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Tower of Dust

This was definitely one of the craziest sights I’ve witnessed stormchasing in Arizona. This was shot on May 9th, 2012, along Queen Creek road just east of Interstate 10.  The wall of dust had hit me and was moving by for about 10 minutes when I looked out the window and saw this bit of clearing and an insane view straight up to some epic clouds.

It didn’t last too long, another wave of thick dust was a few minutes away, but for a second the sky appeared to show a giant dust tower reaching for clouds. Without the color, it almost looked like a bomb or something, with a giant mushroom cloud at the top.

If you missed the timelapse from yesterday, check it out here.

Please click on the photo to view full size/and so it fits your screen!

The Middle

The Middle - Road Superstitions

(please click to view on black and fit your screen // canon 5d mark ii, canon 17-40 f/4 l, 17mm, iso 400, f/18, 3.2sec // buy print)

Yes, I’ve shot this road so many times. But the last time I was here I realized I missed something important. The road itself. I didn’t have my camera low enough. I didn’t make the road more a part of the composition like I should have. At least, that’s how I saw it.

Besides, I’m always, always looking for the ultimate shot here. This spot is meaningful to me. And someday the cloud and sky and sunset will all align to give me some kind of epic image that I’ve been chasing forever.

I took this one back in February on a stormy evening (my favorite kind) with a bit of color showing up at sunset. The very top of the mountain off in the distance has a slight purple tinge to the top where you can see the last bit of sunlight hitting it.

Still one of my favorite spots in all of Arizona.

Hillside

(please click to view on black and fit your screen // canon 5d mark ii, canon 85mm 1.8, f/7.1, iso 200, 8 sec // buy print)

We had some winter storms blown through the state last night, and there was even lightning strikes south of Phoenix in Casa Grande. Needless to say, it got me impatient for the monsoon season to arrive this summer. So I dug up this shot from last July. For those that have a copy of my stormchasing book, you’ve likely already seen it!

It was one of my first experiences shooting lightning down in Tucson and especially the Catalina Mountains. The strikes are just so intense there.

I love this shot. Depending on your monitor and how it’s calibrated…you’ll either see the lower right cactus really well, or not that well. I loved all the layers I got, starting with the Saguaro, then going to the mountain, the strikes, the lower clouds and the flowing ones at the top.

I said it above, but sometimes that text it’s hard to see. These portrait compositions on my blog are HUGE, so click on the image to have it fit your monitor!

The cotton fields

The cotton fields - monsoons arizona

(please click to view on black // canon 5d mark ii, tamron 17-35mm 2.8, 17mm, iso 100, f/16, 1/125 // buy print)

If you ordered a copy of my Stormchasing Arizona book, or happened to see my Best of 2011, you may have seen this image already.

But it was one of my top five probably from last year’s monsoon season, so I felt like it was owed it’s own blog post. Right?

Am I the only one that believes his images have feelings and would feel shunned if they didn’t get their own blog time? I mean, yes, this one made it into the book, but they all know the blog is the shiznit. The place you want to be. Where the magic happens.

So ANYWAYS, this is from north of Tucson overlooking a huge cotton field. Awesome storm on the horizon dropping rain. Nothing I like more than a wide vista or landscape with a distant rain storm.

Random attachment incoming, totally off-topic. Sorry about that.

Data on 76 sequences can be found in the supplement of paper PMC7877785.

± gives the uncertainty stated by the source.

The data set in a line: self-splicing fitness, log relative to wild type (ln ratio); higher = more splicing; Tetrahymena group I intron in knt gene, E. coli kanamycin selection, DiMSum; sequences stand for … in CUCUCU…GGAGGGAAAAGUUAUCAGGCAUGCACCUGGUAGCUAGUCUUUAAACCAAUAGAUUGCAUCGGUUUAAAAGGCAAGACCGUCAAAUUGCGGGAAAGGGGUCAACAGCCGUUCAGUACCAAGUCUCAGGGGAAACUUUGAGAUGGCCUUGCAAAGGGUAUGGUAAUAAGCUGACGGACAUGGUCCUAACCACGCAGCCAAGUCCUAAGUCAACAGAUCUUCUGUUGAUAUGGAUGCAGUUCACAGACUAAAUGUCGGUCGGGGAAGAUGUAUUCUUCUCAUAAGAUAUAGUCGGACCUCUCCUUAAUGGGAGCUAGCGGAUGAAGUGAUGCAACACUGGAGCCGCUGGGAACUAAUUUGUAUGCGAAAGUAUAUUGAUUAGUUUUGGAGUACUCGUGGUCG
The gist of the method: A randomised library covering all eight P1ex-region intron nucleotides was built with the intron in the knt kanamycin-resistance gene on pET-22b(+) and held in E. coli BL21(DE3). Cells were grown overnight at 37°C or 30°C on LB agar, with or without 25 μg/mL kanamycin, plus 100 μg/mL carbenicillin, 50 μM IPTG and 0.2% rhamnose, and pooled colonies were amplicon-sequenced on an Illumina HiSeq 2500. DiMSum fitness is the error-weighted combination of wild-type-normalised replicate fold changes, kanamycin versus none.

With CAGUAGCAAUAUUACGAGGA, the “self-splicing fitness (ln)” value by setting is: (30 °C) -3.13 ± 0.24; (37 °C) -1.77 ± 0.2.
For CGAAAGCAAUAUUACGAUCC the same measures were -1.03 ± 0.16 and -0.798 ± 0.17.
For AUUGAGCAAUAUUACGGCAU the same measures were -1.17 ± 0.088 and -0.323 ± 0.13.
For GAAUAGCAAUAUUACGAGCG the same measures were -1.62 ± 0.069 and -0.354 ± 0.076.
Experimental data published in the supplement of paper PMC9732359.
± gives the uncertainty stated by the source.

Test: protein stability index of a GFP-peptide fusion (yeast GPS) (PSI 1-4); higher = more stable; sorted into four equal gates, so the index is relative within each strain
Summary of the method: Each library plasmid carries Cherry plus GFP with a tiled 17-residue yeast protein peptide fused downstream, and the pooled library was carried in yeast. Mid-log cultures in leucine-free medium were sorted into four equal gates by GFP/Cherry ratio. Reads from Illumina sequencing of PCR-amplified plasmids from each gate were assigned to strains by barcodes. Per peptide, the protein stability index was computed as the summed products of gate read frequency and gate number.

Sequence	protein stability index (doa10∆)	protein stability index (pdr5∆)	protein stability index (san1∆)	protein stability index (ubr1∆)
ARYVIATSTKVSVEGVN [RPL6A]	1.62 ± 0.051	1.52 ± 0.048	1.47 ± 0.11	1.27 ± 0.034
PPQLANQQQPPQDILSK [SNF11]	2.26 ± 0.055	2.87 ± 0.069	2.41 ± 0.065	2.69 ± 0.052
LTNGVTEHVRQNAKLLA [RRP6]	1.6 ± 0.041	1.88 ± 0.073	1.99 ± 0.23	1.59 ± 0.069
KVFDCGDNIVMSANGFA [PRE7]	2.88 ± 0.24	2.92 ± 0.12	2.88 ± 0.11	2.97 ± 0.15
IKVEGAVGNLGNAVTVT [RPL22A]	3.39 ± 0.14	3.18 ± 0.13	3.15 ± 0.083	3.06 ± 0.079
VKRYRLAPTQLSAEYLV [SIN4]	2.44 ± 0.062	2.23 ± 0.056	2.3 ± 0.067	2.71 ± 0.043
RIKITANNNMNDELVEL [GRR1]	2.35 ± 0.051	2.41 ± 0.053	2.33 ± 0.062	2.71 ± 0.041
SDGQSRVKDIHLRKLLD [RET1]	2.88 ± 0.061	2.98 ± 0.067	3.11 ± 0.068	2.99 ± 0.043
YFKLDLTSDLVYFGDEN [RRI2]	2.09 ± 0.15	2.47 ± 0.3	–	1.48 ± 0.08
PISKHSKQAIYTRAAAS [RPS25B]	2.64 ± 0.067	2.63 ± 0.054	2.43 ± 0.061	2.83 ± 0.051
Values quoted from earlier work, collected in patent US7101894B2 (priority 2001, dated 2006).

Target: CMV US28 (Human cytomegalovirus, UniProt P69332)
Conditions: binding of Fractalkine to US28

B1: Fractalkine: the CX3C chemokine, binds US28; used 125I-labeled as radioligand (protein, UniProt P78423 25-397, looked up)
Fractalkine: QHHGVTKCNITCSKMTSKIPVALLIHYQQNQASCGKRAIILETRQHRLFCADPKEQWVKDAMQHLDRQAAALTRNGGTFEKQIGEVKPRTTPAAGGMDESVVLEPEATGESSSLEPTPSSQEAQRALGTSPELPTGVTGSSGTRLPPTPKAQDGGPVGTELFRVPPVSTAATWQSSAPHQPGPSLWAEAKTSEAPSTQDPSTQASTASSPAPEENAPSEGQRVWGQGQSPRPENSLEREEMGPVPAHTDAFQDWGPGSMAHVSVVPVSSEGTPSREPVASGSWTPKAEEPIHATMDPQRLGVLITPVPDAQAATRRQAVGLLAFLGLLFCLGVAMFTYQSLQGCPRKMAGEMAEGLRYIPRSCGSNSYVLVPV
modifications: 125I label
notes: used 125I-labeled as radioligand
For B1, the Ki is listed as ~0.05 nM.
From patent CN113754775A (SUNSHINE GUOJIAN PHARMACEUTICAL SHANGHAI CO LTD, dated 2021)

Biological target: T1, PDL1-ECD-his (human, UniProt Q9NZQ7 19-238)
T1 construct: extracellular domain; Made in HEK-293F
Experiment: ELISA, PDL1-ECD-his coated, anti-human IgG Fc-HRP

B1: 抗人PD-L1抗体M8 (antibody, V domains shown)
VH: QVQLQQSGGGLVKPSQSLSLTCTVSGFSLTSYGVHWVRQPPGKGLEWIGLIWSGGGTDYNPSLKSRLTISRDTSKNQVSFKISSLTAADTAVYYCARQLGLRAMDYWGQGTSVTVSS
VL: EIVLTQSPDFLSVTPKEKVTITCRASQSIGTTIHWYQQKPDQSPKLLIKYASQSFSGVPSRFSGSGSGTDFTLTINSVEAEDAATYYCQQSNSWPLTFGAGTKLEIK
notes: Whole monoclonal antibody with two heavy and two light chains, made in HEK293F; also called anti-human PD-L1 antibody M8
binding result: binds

There was also a timelapse to go with this.

I humbly apologize to this image for taking so long to give it the honor it so richly deserved. You weren’t forgotten. Just lost in the shuffle. I wont let it happen again.

Stormchasing Arizona 2011 is ready for Pre-Order!

Stormchasing Arizona

I’ve been a writer of sorts for a long time now. Started with a three-year or so stint doing sports writing, then some entertainment jabbering, a lot of personal bits and of course, stories to go along with the work I’m doing in photography. But during all that time, if I ever thought about publishing a book, it was always with the idea of writing some kind of science fiction novel or something like that. In fact, I actually wrote a few chapters.

Yet here I am on volume two of Stormchasing Arizona and that sci-fi story sits waiting for me to re-visit it someday.

The book was finished last Friday, November 4th and now is available for Pre-Order! I’m so totally stoked about this year’s edition, which is filled with over 100 images and 25 more pages than last year’s.

You can see a preview of the book, more details on what’s inside and the way to pre-order by clicking right here or the My Book link at the top of this page!

Thanks so much to everyone involved with making this a possibility!

Good morning, Kansas

(click to view on black // canon 5d mark ii, canon 85mm 1.8, f/8.0, iso 100, 1/400 // buy print)

Please click on this one to view in the lightbox, I think it looks a lot more accurate.

This photo represents such a beautiful moment for me, it’s an image I’ve held back for awhile, for whatever reason. I took it on the open roads of Kansas the second day of my stormchasing trip to the Midwest this past May.

I had landed in Denver the day before around noon, drove to Nebraska’s northwestern corner…then into South Dakota…then hovered around those two states until maybe 11pm. I knew at some point I had to head south because storms would be popping in southern Kansas the next afternoon and it was about a nine hour drive.

So I was up until around 4 in the morning driving into Kansas. I slept in the back of the car until the alarm went off at 6am. And so I kept driving. It was still a bit dark out, but the light was coming up.

And for some reason…it was hazy almost my entire trip out there.

I’m driving down this road headed for the interstate when I see the sun start rising off to my left. I’m tired. I hadn’t talked to another person in quite awhile. There was this overwhelming sense of freedom deep inside me. I had no rules to follow, no one telling me where to go. I just woke up and started driving.